Instead, Procket Networks spent itself into near oblivion and is getting glommed by Cisco for $89 million, chump change that can probably be taken out of Cisco's coffee budget.
And yet people in Silicon Valley can't stop talking about Procket. It's the Apple of routers, generating heated emotions in both directions. Every core-routing thread on the Light Reading message boards mysteriously morphs into a Procket argument. Believers sing the praises of the PRO/8800; detractors seem offended that Procket even existed.
Now it's a waiting game. Sometime before October, once the paperwork shuffle ends, Procket likely will fade out. Its intellectual property and some of its engineers will get folded into Cisco, while the routers themselves become telecom's version of 8-tracks (see Cisco to Pay $89M for Procket Assets and Procket Reaches 'End of Life').
But Procket still fascinates, partly because Cisco hasn't fully explained why it's buying the company – at least, not to anyone's satisfaction. Cisco's official comment has been that it was buying engineering talent.
That doesn't stop everybody from having their own theories, many of which abounded at Supercomm last month; plenty more are in the works. Here's a smattering of the best:
- Defense: Zone coverage. Everyone agrees that Cisco bought Procket to prevent anyone else from buying it – in particular, Foundry Networks Inc. (Nasdaq: FDRY), which reportedly was in a buying mood. Some believe, in fact, that Cisco's plan for Procket is nothing – that the deal was purely defensive and the technology is getting the Raiders of the Lost Ark treatment. The acquisition amounts to "a door stop," one source says.
- Defense: Man-to-man coverage. A tastier variation on that theory says Huawei Technologies Co. Ltd. was a serious bidder for Procket. This would pretty much force Cisco's hand, as the company wouldn't want its low-cost competitor nabbing the router equivalent of weapons of mass destruction. It's plausible; Huawei has been browsing the bargain bin for crushed startups, and Procket would have been a useful addition (see Huawei Pondering Startup Deals).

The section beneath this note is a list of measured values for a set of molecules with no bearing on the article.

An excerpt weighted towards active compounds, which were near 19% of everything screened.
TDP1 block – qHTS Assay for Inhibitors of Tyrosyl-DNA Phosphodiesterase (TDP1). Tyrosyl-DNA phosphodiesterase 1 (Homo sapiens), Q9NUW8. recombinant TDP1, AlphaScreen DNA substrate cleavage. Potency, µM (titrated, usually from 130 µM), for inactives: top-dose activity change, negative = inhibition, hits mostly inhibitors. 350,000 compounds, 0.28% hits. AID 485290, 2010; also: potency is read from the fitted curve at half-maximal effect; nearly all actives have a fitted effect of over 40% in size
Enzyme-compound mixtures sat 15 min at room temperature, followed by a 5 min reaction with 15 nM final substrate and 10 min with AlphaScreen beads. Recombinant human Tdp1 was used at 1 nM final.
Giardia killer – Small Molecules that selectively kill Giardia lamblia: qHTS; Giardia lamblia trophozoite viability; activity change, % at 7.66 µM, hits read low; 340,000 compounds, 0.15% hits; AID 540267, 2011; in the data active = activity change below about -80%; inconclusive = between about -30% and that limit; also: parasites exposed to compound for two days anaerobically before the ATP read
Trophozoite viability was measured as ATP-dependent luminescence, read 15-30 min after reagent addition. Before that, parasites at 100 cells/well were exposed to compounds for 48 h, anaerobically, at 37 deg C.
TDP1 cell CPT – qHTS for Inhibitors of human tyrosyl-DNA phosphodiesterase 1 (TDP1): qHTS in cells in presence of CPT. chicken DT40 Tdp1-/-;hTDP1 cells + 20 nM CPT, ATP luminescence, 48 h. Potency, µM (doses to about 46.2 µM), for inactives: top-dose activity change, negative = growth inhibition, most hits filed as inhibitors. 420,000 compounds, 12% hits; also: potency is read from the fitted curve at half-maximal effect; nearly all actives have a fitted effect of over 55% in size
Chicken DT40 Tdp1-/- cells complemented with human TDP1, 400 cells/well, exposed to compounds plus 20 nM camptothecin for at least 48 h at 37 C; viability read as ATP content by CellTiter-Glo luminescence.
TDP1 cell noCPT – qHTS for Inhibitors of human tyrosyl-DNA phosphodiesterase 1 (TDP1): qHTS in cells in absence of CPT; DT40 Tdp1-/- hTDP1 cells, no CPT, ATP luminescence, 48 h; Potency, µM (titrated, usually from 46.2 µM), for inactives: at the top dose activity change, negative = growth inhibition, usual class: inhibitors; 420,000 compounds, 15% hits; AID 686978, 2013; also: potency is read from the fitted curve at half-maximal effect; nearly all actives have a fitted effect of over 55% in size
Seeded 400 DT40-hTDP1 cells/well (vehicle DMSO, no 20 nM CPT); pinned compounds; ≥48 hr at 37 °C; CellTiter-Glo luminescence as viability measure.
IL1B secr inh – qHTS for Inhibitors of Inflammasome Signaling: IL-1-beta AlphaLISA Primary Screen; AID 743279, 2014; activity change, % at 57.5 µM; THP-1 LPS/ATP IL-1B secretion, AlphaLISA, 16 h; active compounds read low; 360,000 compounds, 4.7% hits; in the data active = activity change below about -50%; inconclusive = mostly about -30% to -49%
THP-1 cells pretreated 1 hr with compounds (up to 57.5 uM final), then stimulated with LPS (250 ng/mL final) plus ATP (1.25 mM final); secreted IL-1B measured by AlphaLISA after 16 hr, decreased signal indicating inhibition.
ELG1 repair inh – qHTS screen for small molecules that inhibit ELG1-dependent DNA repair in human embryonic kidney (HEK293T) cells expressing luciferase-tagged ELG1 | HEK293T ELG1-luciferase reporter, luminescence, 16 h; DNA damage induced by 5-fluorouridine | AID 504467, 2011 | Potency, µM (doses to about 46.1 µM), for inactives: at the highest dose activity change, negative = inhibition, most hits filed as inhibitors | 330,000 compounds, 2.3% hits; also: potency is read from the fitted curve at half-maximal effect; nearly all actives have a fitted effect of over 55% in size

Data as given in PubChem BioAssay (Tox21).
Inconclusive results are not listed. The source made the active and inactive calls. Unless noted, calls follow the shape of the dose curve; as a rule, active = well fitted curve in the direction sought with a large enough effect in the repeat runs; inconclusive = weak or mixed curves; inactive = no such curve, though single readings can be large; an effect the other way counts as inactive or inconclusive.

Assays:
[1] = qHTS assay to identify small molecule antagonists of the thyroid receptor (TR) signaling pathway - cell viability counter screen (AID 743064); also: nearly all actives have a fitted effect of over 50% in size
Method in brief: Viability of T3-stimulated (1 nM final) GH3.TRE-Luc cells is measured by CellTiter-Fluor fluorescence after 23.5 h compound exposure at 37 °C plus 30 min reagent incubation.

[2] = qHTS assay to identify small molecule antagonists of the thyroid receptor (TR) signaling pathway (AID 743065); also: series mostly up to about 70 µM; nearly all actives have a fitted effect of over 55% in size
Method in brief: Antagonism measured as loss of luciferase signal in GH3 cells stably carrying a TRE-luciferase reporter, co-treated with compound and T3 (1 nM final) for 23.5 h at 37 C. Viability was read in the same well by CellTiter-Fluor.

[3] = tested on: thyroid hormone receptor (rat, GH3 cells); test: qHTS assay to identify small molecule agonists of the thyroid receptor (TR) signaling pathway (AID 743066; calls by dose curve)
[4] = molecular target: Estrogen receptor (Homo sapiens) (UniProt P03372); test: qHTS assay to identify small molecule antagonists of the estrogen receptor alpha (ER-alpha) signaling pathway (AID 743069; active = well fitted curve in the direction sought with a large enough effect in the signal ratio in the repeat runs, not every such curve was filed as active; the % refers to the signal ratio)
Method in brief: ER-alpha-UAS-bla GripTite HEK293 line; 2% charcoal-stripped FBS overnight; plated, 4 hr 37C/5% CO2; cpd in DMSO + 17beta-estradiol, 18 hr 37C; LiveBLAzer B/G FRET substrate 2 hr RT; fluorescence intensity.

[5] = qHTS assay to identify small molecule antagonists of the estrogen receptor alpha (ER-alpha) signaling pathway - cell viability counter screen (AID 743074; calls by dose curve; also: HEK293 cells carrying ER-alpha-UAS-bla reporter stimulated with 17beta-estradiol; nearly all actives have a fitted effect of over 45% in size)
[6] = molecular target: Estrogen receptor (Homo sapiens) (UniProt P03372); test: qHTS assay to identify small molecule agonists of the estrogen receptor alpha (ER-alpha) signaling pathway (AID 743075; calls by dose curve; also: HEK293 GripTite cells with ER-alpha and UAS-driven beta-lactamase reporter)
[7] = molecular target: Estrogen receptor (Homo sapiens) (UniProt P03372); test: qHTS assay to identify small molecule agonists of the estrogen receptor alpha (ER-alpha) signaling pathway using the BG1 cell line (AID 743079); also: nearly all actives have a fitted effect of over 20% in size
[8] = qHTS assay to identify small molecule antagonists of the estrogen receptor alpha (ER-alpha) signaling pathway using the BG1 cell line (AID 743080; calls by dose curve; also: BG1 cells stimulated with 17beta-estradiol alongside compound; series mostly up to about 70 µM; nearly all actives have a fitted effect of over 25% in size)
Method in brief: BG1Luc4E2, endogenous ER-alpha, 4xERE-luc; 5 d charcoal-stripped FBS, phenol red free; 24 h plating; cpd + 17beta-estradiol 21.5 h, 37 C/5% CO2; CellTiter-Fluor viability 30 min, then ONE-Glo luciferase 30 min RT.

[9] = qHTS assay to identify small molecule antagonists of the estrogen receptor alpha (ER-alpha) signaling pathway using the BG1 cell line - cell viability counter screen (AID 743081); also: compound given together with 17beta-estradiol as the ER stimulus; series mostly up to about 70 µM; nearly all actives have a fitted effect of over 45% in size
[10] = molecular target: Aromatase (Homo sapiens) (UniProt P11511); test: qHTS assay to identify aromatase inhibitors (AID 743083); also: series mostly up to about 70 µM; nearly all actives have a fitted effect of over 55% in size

- Fixing the chips. Competitors have gleefully noted the power consumption and associated heat dissipation of the CRS-1 (see Cisco Grabs a Guinness). Maybe Procket, born of a network processor operation, holds the key. It's a question Cisco will have to face as it pushes the CRS-1 architecture towards the edge; in fact, analysts say the edge version will be more significant to Cisco's future than the CRS-1 itself (see Sources: Cisco Building 'Son of HFR').
- Fixing other stuff. Others think the Procket acquisition is more of an incremental play, meant to patch up the way the CRS-1 operates. One theory says the CRS-1 needs improvement with IPv6, for example. The problem here is that one or two "off" features don't seem as if they'd justify a Procket bid, although they might have helped nudge Cisco towards the bargaining table.
- Roland the Spy. This one started before the $89 million deal ever germinated. Some say Cisco's Roland Acra was picked as Procket's last CEO specifically to get the companies to hook up. One assumes this would have been an above-board operation: Sure, Roland could skulk around and manipulate things behind the scenes, but it wouldn't take Columbo (or even a Clouseau) to figure that one out.
- Divine intervention. And lo, the clouds did part, and the Fourth Angel of BGP did appear unto John Chambers saying, "Get thee to Procket." Granted, this one came up in the wee hours of the Light Reading Supercomm Party...
There are crazier Procket theories. Here's one based on time-tested acquisition techniques of the past:
- The patent/product sweepstakes. During the bubble, startups would angle to get acquired by Cisco. They would second-guess Cisco's roadmap, then – with or without product in hand – apply for patents vital to that roadmap. If they guessed right, they had a shot at Cisco making a quick deal.
Obviously, Procket did not do this. But what if, in Cisco's grand unveiling of the CRS-1 architecture, somebody noticed an overlap with the Procket portfolio? Procket might then suggest an acquisition to prevent some messy legal questions down the road. Or, in a more twisted chain of logic, what if Cisco saw a way to cause problems with competitors approaching on the core-router path?
For the record, Cisco officials declined to comment on any of these theories (can you believe it?). As stated above, their stance all along has been that they bought Procket for the engineering talent.
The truth is probably a mix of all these factors, and the result could be a rebirth of some Procket concepts under the Cisco banner. On the other hand, if the door-stop theory is correct, the Procket engineers might flee after getting assigned to dead-end projects, but that process could take a year or two. Either way, it appears we'll have Procket to kick around for quite a while yet.
— Craig Matsumoto, Senior Editor, Light Reading